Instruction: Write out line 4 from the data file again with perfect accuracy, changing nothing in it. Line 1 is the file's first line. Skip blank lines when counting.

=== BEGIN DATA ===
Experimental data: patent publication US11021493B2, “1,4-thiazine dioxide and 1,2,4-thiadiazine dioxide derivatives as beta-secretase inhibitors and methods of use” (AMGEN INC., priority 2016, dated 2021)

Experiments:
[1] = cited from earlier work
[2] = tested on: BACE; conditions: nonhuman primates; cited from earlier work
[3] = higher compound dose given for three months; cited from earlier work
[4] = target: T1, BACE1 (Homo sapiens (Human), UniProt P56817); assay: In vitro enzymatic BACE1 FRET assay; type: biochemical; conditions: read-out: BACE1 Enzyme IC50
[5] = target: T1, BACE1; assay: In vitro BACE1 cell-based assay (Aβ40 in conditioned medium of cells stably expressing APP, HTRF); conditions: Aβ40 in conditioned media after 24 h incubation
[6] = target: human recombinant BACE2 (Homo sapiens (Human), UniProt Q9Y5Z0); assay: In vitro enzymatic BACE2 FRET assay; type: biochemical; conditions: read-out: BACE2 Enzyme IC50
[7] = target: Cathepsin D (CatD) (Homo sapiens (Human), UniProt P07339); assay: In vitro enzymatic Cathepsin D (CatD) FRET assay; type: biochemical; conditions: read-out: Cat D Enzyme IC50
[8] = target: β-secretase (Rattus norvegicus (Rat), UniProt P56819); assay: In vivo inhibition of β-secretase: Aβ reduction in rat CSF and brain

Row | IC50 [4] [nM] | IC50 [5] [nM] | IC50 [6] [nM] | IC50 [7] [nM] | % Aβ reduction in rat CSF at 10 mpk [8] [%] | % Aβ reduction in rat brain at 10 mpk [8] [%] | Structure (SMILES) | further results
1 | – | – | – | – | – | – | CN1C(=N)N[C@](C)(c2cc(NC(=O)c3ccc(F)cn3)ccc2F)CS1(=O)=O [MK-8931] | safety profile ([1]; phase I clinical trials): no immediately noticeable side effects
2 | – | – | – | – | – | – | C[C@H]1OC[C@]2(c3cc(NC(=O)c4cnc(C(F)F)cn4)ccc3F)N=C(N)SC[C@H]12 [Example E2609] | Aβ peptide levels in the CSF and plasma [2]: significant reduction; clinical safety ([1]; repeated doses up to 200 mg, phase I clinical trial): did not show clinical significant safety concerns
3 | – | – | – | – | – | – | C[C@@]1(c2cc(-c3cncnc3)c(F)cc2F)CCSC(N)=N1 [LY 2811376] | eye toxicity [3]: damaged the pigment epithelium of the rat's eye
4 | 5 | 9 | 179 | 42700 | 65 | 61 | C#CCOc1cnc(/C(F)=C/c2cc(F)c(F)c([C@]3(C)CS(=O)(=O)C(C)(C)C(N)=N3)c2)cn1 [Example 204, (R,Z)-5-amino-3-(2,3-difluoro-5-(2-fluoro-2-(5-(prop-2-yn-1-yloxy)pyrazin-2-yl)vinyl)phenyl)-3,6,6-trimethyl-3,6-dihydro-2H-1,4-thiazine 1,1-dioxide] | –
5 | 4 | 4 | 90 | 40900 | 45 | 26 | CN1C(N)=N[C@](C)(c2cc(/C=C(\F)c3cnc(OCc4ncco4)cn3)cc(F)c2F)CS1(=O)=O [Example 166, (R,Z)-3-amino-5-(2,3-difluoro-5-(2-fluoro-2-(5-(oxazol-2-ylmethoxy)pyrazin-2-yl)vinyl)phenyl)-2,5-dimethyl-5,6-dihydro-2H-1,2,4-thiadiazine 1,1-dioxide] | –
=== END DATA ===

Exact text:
[2] = tested on: BACE; conditions: nonhuman primates; cited from earlier work